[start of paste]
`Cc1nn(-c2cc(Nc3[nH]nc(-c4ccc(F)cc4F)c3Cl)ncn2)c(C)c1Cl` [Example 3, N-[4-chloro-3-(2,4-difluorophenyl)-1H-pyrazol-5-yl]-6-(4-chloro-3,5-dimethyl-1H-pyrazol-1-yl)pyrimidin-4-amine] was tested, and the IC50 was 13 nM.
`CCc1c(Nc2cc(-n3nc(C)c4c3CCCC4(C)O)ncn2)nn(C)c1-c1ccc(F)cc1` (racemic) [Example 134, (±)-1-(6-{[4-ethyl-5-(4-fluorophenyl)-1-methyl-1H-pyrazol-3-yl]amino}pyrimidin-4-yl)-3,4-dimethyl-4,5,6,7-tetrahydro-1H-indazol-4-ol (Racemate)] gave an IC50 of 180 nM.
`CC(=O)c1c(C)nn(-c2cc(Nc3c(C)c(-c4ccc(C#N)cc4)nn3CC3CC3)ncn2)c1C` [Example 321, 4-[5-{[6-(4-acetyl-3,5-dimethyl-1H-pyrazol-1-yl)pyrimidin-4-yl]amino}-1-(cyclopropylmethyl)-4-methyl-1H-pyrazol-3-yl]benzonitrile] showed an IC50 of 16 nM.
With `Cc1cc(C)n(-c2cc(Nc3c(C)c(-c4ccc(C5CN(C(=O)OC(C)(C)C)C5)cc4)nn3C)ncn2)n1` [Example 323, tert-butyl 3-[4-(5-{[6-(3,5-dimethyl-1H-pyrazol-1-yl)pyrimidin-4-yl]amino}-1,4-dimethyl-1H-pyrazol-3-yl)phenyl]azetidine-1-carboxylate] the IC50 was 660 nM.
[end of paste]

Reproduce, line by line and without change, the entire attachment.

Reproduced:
`Cc1nn(-c2cc(Nc3[nH]nc(-c4ccc(F)cc4F)c3Cl)ncn2)c(C)c1Cl` [Example 3, N-[4-chloro-3-(2,4-difluorophenyl)-1H-pyrazol-5-yl]-6-(4-chloro-3,5-dimethyl-1H-pyrazol-1-yl)pyrimidin-4-amine] was tested, and the IC50 was 13 nM.
`CCc1c(Nc2cc(-n3nc(C)c4c3CCCC4(C)O)ncn2)nn(C)c1-c1ccc(F)cc1` (racemic) [Example 134, (±)-1-(6-{[4-ethyl-5-(4-fluorophenyl)-1-methyl-1H-pyrazol-3-yl]amino}pyrimidin-4-yl)-3,4-dimethyl-4,5,6,7-tetrahydro-1H-indazol-4-ol (Racemate)] gave an IC50 of 180 nM.
`CC(=O)c1c(C)nn(-c2cc(Nc3c(C)c(-c4ccc(C#N)cc4)nn3CC3CC3)ncn2)c1C` [Example 321, 4-[5-{[6-(4-acetyl-3,5-dimethyl-1H-pyrazol-1-yl)pyrimidin-4-yl]amino}-1-(cyclopropylmethyl)-4-methyl-1H-pyrazol-3-yl]benzonitrile] showed an IC50 of 16 nM.
With `Cc1cc(C)n(-c2cc(Nc3c(C)c(-c4ccc(C5CN(C(=O)OC(C)(C)C)C5)cc4)nn3C)ncn2)n1` [Example 323, tert-butyl 3-[4-(5-{[6-(3,5-dimethyl-1H-pyrazol-1-yl)pyrimidin-4-yl]amino}-1,4-dimethyl-1H-pyrazol-3-yl)phenyl]azetidine-1-carboxylate] the IC50 was 660 nM.